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How to Grow Microgreens

How to Grow Microgreens

Microgreens are a delicious way to add local, nutritious greens to your diet year-round so why not learn to grow them from home? It doesn't get any more local than that! We'll even walk you through it!

Step 1: Gather Supplies

Microgreen supplies
Microgreen supplies

Before you can start your microgreens, you will need to gather some supplies. You can use what you have available, but here are the supplies we have found useful: 

- A tray or shallow container to grow microgreens in (glass, plastic, or a fancy, two-tier microgreen tray setup: one with drainage holes and one without for bottom watering)

- A growing medium, such as organic soil 

- Microgreen seeds (we highly recommend starting with pea shoots - they are versatile, mould resistant, and will make you feel like a pro microgreen grower right away!)

- A dish cloth (to cover the seeds while they germinate)

- A spray bottle (to lightly mist your microgreens while they germinate)

- A watering can (for once your microgreens take off!)

- Optional: A grow light (we have been growing microgreens indoors all winter long with a T5 HO grow light) 

Step 2: Soak your Seeds

Seeds soaking in water
Microgreen seeds soaking in water

Some seeds will do best if you soak them first. Be sure to read the instructions that accompany your seeds so you know how long to soak your seeds. Our pea shoot seeds came with instructions to soak the seeds for 6-12 hours.

To start, we lightly fill the bottom of the tray we are using with seeds. (PRO TIP: For pea seeds we leave some extra space because as the seeds soak they will get bigger! The general rule here is, the bigger the seed, the more they will increase in size when soaked. For smaller seeds we cover most of the bottom of the tray as they won't increase in size nearly as much.)

Then, we cover the seeds with room temperature water and allow them to soak for time suggested on the instructions. Ww generally like to soak them closer to the maximum soaking time to give them a head start. 

Once the seeds are finished soaking, we rinse and drain the seeds. 

Step 3: Germinate your Seeds

Spread a single layer of seeds on top of soil and mist with water
Spread a single layer of seeds on top of soil and mist with water
Tray covered with a tea towel while they germinate
Tray covered with a tea towel while they germinate
Germinating seeds on day 3 - almost there!!
Germinating seeds on day 3 - almost there!!

Now it's time for the seeds to have a nice long nap somewhere dark!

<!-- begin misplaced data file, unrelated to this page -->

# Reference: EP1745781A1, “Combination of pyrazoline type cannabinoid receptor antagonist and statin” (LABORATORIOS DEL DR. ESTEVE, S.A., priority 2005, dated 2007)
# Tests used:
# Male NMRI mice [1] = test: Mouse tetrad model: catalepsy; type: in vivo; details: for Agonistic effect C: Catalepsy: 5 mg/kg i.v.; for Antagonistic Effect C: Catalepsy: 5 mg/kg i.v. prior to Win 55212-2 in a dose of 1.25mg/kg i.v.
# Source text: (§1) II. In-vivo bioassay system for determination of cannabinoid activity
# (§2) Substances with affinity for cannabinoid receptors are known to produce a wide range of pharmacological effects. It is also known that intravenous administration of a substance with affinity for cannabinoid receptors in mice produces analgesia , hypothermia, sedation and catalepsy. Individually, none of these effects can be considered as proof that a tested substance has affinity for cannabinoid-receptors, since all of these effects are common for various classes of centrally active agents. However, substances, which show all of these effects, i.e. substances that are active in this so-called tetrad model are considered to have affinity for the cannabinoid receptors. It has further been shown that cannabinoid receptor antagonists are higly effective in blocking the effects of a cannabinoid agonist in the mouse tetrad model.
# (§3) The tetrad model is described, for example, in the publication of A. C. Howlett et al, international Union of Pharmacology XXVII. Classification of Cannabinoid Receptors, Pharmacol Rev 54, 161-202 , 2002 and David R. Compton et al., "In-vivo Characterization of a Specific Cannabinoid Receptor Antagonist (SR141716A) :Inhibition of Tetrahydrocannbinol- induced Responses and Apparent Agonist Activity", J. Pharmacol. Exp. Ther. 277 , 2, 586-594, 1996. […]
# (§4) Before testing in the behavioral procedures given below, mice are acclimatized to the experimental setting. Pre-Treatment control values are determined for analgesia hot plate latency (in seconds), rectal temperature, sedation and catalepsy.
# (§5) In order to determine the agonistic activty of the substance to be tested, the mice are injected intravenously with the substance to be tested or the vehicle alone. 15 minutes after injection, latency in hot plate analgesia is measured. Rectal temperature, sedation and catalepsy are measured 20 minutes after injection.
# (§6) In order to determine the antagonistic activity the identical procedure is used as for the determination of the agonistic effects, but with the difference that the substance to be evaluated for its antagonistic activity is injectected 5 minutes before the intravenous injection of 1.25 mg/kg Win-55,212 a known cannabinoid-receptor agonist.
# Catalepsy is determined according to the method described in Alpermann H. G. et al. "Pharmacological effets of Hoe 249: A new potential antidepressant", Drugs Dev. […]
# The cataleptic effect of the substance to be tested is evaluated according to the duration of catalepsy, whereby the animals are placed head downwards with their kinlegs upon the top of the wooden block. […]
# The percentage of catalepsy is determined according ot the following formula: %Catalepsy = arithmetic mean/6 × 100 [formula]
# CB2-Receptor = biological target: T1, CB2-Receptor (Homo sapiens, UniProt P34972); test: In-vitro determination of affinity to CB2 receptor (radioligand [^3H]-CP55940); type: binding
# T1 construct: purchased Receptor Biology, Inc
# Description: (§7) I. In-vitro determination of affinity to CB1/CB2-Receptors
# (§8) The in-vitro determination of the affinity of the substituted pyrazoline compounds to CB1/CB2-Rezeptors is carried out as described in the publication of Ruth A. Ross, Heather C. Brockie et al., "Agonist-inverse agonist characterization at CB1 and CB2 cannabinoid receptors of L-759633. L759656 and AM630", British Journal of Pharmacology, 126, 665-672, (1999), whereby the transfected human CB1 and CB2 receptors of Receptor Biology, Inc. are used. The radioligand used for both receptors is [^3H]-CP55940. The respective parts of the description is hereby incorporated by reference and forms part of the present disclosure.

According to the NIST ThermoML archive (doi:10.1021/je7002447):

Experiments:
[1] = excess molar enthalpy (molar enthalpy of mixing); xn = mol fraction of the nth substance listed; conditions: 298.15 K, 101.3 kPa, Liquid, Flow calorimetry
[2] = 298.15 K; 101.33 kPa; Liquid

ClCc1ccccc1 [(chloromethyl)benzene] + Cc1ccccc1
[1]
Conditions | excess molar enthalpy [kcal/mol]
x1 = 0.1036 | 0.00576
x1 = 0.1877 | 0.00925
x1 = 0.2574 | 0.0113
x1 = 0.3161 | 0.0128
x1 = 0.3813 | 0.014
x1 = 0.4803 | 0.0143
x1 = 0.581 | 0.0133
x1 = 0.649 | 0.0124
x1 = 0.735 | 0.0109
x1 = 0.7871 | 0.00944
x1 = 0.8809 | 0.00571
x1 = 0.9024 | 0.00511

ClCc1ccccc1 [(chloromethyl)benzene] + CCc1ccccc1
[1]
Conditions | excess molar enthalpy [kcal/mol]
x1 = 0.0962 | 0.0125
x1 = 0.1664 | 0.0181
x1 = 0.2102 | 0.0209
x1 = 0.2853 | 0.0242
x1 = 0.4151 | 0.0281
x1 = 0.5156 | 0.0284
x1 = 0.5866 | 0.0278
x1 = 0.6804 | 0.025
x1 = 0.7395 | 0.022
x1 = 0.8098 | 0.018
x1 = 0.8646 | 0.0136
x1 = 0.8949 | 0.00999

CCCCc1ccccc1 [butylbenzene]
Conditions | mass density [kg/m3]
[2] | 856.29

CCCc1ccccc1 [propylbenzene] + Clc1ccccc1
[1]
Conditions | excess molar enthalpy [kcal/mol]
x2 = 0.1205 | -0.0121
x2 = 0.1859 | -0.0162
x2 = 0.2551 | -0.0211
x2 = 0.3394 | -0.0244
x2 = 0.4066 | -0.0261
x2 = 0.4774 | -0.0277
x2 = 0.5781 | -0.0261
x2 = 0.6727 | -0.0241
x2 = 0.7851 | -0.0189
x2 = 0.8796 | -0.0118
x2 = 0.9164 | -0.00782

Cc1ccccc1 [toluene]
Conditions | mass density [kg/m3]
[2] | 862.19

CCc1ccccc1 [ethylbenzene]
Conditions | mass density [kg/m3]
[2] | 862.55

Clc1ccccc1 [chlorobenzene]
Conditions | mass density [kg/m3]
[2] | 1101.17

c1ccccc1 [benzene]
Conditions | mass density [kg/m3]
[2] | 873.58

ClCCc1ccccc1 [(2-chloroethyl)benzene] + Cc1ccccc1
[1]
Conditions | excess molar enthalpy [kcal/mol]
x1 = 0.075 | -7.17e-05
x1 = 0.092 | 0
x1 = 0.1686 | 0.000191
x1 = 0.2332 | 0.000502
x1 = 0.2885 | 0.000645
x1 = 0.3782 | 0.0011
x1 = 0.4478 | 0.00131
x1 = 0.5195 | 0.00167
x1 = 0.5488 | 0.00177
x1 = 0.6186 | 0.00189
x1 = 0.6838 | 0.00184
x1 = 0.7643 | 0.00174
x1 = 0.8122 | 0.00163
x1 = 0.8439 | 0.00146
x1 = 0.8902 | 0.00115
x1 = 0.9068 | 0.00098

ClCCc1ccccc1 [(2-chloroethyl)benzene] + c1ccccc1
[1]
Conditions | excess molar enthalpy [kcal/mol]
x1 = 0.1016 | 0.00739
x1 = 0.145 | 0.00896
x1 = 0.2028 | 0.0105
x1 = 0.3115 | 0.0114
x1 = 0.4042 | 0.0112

Line the growing tray with a thin layer of soil (approximately 1-1.5cm deep) and spread your seeds in a single layer on top of the soil. Use your spray bottle to mist your seeds well (so the seeds and top of the soil are damp but not wet). Then, cover the tray with a tea towel and find a safe space where your seeds can stay for a few days while they are germinating. 

Remember to check your seeds each day (3-4x times throughout the day is ideal) and mist them, as needed, to keep the soil moist. Be sure to remember to cover them back up with a tea towel once you're done misting them. Continue this process for the number of days specified by your seeds package (for peas it's about 4-5 days) or until the sprouts have reached about 1.5-2cm in height. 

Once the seeds have reached this height they will probably be yellow. Don't worry if this is the case... they will "green up" once they get some light!

Step 4: Time to Grow

Germinated seeds are ready for light!
Germinated seeds are ready for light!

Once your germinated seeds have reached 1.5-2cm in height, it is time to move your tray somewhere with full light (e.g. up to 12 hours of light) but that doesn't get too hot (as you may need to water them more frequently). A sunny window ledge should work well. 

We started growing microgreens in our apartment in the winter with a T5 HO light and have found it very effective. However, many people grow microgreens on window ledges or outside without any trouble!

Continue to check on your microgreens 2-3 times per day. For the first few days under light, we usually continue to mist the microgreens (so the soil stays damp, not wet) as the root systems develop. Once the root systems develop and the pea shoots get larger, we switch to watering carefully with a watering can because the pea shoots get thirstier! Alternatively, you can try bottom watering at this point if you are using a dual microgreen tray set up (i.e. one with holes, one without)

Continue this for a few days or until your pea shoots look ready to eat!

Step 5: Time to Harvest

Ready to harvest pea shoots!
Ready to harvest pea shoots!

Once your pea shoots are looking ready to eat, use a pair of scissors to cut off the pea shoots.

If you're not planning on eating them all at once, move them directly into an airtight container and store them in the fridge (PRO TIP: do not wash them, they will stay fresher, longer!). Alternatively, you can cut them as you need them and add them straight to your meal!

FUN FACT: Some larger seeds, like peas, will grow back a second (or sometimes even a third!) time! Try continuing to water what remains of your recent harvest for a few days to see if they will grow again. If not, add the used seeds and soil to your backyard compost pile to create nutrients for your soil!

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